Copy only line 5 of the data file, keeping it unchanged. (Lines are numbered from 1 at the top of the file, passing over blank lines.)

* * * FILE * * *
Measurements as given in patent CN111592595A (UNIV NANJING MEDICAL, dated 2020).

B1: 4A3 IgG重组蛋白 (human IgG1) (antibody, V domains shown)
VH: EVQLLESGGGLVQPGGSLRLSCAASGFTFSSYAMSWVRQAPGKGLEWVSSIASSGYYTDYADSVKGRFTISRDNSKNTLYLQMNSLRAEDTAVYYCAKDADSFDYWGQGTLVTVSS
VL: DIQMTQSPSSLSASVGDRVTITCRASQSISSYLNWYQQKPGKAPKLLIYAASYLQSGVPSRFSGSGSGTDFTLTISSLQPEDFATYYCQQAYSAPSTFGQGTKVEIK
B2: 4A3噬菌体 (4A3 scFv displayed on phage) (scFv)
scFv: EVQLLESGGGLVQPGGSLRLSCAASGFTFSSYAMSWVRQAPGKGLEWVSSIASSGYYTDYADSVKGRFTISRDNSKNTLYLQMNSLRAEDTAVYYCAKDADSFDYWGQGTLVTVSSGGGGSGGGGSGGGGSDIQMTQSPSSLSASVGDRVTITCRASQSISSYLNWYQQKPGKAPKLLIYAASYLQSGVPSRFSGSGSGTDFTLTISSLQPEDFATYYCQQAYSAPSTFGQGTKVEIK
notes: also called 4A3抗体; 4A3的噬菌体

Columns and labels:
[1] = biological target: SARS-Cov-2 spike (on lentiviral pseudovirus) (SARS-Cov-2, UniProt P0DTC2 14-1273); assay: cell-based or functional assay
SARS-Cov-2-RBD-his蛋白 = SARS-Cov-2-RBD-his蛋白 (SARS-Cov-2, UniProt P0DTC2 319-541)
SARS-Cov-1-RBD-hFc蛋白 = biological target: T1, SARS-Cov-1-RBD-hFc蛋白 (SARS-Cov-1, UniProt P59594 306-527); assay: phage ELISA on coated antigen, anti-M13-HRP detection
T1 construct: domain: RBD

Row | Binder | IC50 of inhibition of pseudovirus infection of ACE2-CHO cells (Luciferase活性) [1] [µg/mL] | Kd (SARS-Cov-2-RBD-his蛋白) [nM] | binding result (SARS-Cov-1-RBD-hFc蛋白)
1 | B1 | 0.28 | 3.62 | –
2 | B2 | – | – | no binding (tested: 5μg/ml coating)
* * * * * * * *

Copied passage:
B2: 4A3噬菌体 (4A3 scFv displayed on phage) (scFv)